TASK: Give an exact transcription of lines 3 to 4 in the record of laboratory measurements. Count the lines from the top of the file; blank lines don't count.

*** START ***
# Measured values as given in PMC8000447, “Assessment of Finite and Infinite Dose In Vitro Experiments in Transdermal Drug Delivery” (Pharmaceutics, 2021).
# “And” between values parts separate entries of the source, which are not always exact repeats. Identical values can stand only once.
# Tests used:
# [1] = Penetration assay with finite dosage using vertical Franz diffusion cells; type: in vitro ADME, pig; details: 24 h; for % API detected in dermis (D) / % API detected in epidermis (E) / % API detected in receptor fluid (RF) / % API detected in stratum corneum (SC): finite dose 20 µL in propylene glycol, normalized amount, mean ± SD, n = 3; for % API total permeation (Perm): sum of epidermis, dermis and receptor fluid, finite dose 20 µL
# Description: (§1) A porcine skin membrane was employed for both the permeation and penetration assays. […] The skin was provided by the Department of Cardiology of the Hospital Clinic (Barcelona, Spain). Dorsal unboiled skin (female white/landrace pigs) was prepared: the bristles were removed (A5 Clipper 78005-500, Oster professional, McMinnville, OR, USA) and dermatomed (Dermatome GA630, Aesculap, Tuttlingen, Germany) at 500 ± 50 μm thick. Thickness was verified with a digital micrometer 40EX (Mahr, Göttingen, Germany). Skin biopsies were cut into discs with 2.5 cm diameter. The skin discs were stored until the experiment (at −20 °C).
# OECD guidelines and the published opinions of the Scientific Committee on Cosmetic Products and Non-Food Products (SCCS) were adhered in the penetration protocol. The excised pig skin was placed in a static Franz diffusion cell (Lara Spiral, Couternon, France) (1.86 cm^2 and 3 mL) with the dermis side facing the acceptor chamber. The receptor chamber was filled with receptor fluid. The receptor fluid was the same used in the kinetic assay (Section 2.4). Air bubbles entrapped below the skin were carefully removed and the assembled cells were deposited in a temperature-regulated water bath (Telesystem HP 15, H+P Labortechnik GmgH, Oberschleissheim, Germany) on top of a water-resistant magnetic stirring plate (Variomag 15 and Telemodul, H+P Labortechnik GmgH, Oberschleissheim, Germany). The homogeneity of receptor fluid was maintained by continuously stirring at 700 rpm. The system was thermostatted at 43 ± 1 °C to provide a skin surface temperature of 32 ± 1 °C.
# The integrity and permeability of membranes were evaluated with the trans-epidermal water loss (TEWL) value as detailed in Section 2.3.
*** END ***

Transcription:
# Tests used:
# [1] = Penetration assay with finite dosage using vertical Franz diffusion cells; type: in vitro ADME, pig; details: 24 h; for % API detected in dermis (D) / % API detected in epidermis (E) / % API detected in receptor fluid (RF) / % API detected in stratum corneum (SC): finite dose 20 µL in propylene glycol, normalized amount, mean ± SD, n = 3; for % API total permeation (Perm): sum of epidermis, dermis and receptor fluid, finite dose 20 µL